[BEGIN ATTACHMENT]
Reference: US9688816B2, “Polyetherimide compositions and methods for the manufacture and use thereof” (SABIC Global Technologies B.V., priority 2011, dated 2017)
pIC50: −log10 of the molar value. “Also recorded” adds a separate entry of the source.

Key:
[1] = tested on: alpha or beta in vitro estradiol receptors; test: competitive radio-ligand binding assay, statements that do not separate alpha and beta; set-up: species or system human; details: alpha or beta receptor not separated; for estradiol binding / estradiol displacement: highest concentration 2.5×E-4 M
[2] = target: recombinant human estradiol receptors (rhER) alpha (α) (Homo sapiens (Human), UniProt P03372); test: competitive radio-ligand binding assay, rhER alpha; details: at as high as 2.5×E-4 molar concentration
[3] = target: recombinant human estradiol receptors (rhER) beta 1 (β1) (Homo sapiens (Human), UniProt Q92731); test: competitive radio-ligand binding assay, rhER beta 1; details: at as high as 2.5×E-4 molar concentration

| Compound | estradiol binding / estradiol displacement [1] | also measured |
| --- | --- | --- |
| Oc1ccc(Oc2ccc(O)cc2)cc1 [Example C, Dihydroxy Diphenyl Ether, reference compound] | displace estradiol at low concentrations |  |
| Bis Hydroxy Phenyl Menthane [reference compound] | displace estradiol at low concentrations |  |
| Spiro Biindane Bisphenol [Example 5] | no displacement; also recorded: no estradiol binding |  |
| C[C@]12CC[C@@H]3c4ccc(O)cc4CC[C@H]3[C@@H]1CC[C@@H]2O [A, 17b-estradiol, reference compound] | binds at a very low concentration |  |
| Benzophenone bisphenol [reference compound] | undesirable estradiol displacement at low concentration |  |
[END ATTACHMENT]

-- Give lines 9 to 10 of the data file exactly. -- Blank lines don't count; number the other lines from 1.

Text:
| Oc1ccc(Oc2ccc(O)cc2)cc1 [Example C, Dihydroxy Diphenyl Ether, reference compound] | displace estradiol at low concentrations |  |
| Bis Hydroxy Phenyl Menthane [reference compound] | displace estradiol at low concentrations |  |